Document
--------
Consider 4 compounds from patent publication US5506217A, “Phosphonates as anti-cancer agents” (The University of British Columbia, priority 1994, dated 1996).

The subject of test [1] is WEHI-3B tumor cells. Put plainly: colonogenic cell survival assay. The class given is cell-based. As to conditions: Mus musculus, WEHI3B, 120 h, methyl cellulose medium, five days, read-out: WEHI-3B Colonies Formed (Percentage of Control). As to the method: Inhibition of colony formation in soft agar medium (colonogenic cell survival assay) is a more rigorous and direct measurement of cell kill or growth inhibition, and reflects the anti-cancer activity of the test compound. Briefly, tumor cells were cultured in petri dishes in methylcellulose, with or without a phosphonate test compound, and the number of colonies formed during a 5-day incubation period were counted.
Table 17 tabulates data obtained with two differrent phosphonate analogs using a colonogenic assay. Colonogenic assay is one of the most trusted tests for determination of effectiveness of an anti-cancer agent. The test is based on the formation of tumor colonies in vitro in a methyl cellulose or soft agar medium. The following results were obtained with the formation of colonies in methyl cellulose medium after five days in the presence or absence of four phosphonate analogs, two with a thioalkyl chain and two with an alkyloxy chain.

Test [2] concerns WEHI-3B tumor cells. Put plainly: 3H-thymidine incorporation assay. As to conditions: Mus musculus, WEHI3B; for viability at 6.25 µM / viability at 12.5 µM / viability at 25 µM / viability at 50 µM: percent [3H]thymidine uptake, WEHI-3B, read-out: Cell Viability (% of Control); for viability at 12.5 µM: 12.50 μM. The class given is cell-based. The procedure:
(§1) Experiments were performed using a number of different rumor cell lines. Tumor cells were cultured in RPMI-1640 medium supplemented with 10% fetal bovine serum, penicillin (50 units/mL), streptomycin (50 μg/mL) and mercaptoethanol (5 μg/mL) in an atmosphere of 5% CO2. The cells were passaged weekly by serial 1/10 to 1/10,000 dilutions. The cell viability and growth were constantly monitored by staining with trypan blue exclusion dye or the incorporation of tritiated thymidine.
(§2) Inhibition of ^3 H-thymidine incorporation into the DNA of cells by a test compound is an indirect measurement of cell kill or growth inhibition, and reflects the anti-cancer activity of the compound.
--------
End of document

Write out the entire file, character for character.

Consider 4 compounds from patent publication US5506217A, “Phosphonates as anti-cancer agents” (The University of British Columbia, priority 1994, dated 1996).

The subject of test [1] is WEHI-3B tumor cells. Put plainly: colonogenic cell survival assay. The class given is cell-based. As to conditions: Mus musculus, WEHI3B, 120 h, methyl cellulose medium, five days, read-out: WEHI-3B Colonies Formed (Percentage of Control). As to the method: Inhibition of colony formation in soft agar medium (colonogenic cell survival assay) is a more rigorous and direct measurement of cell kill or growth inhibition, and reflects the anti-cancer activity of the test compound. Briefly, tumor cells were cultured in petri dishes in methylcellulose, with or without a phosphonate test compound, and the number of colonies formed during a 5-day incubation period were counted.
Table 17 tabulates data obtained with two differrent phosphonate analogs using a colonogenic assay. Colonogenic assay is one of the most trusted tests for determination of effectiveness of an anti-cancer agent. The test is based on the formation of tumor colonies in vitro in a methyl cellulose or soft agar medium. The following results were obtained with the formation of colonies in methyl cellulose medium after five days in the presence or absence of four phosphonate analogs, two with a thioalkyl chain and two with an alkyloxy chain.

Test [2] concerns WEHI-3B tumor cells. Put plainly: 3H-thymidine incorporation assay. As to conditions: Mus musculus, WEHI3B; for viability at 6.25 µM / viability at 12.5 µM / viability at 25 µM / viability at 50 µM: percent [3H]thymidine uptake, WEHI-3B, read-out: Cell Viability (% of Control); for viability at 12.5 µM: 12.50 μM. The class given is cell-based. The procedure:
(§1) Experiments were performed using a number of different rumor cell lines. Tumor cells were cultured in RPMI-1640 medium supplemented with 10% fetal bovine serum, penicillin (50 units/mL), streptomycin (50 μg/mL) and mercaptoethanol (5 μg/mL) in an atmosphere of 5% CO2. The cells were passaged weekly by serial 1/10 to 1/10,000 dilutions. The cell viability and growth were constantly monitored by staining with trypan blue exclusion dye or the incorporation of tritiated thymidine.
(§2) Inhibition of ^3 H-thymidine incorporation into the DNA of cells by a test compound is an indirect measurement of cell kill or growth inhibition, and reflects the anti-cancer activity of the compound.